THOUGHTFUL content folks—writers, photographers, designers, editors and publishers—are engaged in an Arthurian quest for a business model that will support digital publications. The problem is that advertising is just not paying the bill, and readers aren’t ready to pay for content (as discussed in Part 1).
To recap, there is a Gresham’s Law of the Web: Unlimited inventory, combined with an anachronistic understanding of advertising as “space,” causes cheap ads to drive out the good.
This has damaged the design of content web sites, and is poised to destroy the content apps on the iPad. There are two obvious prescriptions for this malady. First, greatly reduce the number of ad positions. Then, charge more for ads.
The way to do this is to create sponsor relationships with special packages, not the hideous network advertising that repels readers. To drive engagement, a package needs to be truly interactive. It has to attract readers, and then get them more involved in the sponsor’s product. A good example in current experience is the Camry campaign Toyota is running in The Sporting News, the Treesaver publication that began as an iPad app. (You can see them in the web edition beta, or go to the App Store.) Jeff Price, the energetic, perceptive publisher of Sporting News, made it possible for a single buy across platforms—the iPad app and for browsers on the desktop, laptop, and smartphone. (Hell, it works pretty well on the Kindle Fire—without advance testing.)
Toyota’s ad adapts to an Android phone, and in an iPad app.
Cue the Prelude to Parsifal. Saatchi, Toyota’s agency, didn’t just run an iPad campaign. They linked the ads to current web pages where you can get prices and “build your own” Camry.
The ad links to adaptive pages on Toyota’s site
If you are working with Treesaver or a building a more conventional web site that uses responsive or adaptive style sheets, like BostonGlobe.com, you are creating one HTML publication that works on every size screen, on every device that has a current browser. The code is not trivial. New platforms emerge frequently (now the Amazon Fire’s Silk, next year a new one for Windows tablets), and there is an ongoing production effort needed to ready images and video for different sizes and OS/browser combinations.
Once you’ve figure all that out, you have a publication that goes everywhere, everywhere readers might be—onto their phones, their tablets, their laptops, and their desktop computers. As the Financial Times has discovered (although so far only for iOS browsers), this is a much better solution than building separate apps for each device, and keeping them updated. (Of course, web publications have support issues, too. There are always new versions of browsers, most recently Firefox, that change the way the HTML is rendered. And, worse, users expect any old browser should work, like their IE 7 sitting on XP. Geesh.)
The missing link is advertising. So far as I know, there is no ad network that serves desktop, mobile and tablet web ads at the same time, with the same insertion order. Doubleclick, owned by Google, handles iPad ads, as well as conventional web ads. Admob, also Google, sends ads to all the mobile browsers and different apps. But there is no single way to buy and insert adaptive ads across the platforms. The Interactive Advertising Bureau, which has worked over the years to promote standard sizes for ads for the desktop web, doesn’t even list mobile ad sizes with its web ad units, offering only a PDF with “prevailing” sizes.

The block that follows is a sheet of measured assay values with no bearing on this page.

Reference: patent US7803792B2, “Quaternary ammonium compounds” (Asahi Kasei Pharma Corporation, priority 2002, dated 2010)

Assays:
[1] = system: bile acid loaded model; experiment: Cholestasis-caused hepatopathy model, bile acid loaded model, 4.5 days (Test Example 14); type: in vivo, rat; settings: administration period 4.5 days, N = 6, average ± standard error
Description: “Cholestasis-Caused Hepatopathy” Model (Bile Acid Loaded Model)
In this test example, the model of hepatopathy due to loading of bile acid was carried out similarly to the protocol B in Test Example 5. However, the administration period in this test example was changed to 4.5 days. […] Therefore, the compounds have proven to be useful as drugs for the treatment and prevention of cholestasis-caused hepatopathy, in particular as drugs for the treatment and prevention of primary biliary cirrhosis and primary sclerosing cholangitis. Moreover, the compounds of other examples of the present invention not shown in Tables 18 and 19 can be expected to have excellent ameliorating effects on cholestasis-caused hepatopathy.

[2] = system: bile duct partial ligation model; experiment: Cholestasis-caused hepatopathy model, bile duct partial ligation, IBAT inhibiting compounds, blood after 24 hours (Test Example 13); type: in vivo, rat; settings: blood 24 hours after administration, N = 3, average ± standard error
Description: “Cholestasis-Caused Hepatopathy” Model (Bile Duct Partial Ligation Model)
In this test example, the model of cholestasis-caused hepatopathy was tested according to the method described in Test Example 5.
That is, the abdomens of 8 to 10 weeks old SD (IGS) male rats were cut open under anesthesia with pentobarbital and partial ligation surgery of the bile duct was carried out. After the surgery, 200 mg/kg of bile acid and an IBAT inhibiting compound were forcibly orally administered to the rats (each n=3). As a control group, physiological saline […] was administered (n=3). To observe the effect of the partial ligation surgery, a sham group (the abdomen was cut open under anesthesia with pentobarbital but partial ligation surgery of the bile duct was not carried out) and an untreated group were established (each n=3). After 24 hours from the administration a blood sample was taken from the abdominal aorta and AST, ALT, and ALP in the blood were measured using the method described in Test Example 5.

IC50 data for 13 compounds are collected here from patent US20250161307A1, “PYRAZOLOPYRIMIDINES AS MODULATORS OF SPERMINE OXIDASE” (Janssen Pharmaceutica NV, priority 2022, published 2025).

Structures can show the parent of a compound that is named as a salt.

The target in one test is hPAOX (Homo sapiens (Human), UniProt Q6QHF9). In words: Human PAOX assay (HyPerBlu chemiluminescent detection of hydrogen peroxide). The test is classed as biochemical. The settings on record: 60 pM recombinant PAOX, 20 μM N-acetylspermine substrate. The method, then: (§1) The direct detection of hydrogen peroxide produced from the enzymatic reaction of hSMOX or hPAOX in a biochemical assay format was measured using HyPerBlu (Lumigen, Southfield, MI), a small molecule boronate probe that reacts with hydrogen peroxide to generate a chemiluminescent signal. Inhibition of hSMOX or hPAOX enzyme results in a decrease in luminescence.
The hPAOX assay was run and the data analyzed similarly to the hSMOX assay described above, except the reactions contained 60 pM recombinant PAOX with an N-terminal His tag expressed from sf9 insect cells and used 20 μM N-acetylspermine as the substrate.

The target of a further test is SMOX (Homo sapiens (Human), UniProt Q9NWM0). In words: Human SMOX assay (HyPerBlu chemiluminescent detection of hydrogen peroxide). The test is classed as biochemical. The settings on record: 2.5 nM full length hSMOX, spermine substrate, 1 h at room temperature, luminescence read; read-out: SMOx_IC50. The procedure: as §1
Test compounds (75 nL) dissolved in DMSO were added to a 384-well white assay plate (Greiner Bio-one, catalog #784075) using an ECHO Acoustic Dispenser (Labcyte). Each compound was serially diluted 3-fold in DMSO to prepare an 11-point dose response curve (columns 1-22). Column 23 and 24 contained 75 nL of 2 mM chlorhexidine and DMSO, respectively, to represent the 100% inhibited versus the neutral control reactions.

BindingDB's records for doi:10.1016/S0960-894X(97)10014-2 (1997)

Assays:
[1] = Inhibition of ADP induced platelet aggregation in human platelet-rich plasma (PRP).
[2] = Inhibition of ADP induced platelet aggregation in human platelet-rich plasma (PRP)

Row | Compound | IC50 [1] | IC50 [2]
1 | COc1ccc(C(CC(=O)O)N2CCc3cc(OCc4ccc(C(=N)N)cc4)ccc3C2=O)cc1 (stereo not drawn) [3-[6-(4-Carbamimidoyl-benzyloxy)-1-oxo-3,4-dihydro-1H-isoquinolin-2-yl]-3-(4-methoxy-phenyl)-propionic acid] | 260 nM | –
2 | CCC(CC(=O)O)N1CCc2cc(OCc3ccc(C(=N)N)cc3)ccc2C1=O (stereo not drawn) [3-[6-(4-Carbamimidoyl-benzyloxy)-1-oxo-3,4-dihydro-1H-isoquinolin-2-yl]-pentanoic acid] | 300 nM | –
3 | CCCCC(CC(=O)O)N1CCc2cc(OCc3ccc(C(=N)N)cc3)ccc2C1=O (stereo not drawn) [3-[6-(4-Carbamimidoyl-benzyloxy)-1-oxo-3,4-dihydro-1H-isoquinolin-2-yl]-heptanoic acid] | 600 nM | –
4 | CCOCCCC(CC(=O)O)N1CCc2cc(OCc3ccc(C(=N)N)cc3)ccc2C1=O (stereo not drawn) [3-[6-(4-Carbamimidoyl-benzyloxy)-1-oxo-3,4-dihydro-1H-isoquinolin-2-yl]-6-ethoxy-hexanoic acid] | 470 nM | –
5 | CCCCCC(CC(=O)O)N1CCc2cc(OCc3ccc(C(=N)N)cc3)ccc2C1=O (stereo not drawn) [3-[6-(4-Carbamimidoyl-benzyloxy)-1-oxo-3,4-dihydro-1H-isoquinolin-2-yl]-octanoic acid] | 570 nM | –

You see this confusion on all the sites and apps of big publications like The New York Times. Check it out, the ads are all different. That could be on purpose, but I doubt it. On the iPad, there were (when I wrote this) a bunch of LogMeIn ads, in a sponsorship play typical of their app. Okay! But, on the Android app on an HTC Evo, there is a tiny banner for the Cleveland Clinic. On the iPhone app, I didn’t get any ads at all—until a story was interrupted by a full-screen ad for American Airlines. Yay! But it was a pop-up with a deliberate “close” button, not a magazine style ad that you could just swipe past if you weren’t interested.
The Times’ web site does not adapt to different sizes, so you get all the ads on every browser web. (To my relief, The Times doesn’t suggest you go to their mobile app when you are coming in on a phone, but maybe they set a cookie and know I have them.) You have to pinch and zoom, and the big leaderboards are nearly illegible unless you do. One wonders, however, if they still get get the full analytics from the web browsers—page views and all the requisite clicks that have made web design so ugly.
Toyota’s agency, Saatchi, is using adaptive web design to get the same ads to work at different sizes on The Sporting News. They link gracefully to adaptive pages on their web site. In addition to full-page or full-screen ads they’re running 300 x 250 pixel ads, a standard IAB “interactive marketing unit,” in this campaign. These also link to details on the site. (Note, those ads work fine on mobile, until you turn the phone sideways.) I suppose you could fall-back to the next sized down, 180 x 150. It’s proportional, but it’s 60 percent of the larger rectangle, and thus like IAB units in general, not on any grid. So, float it!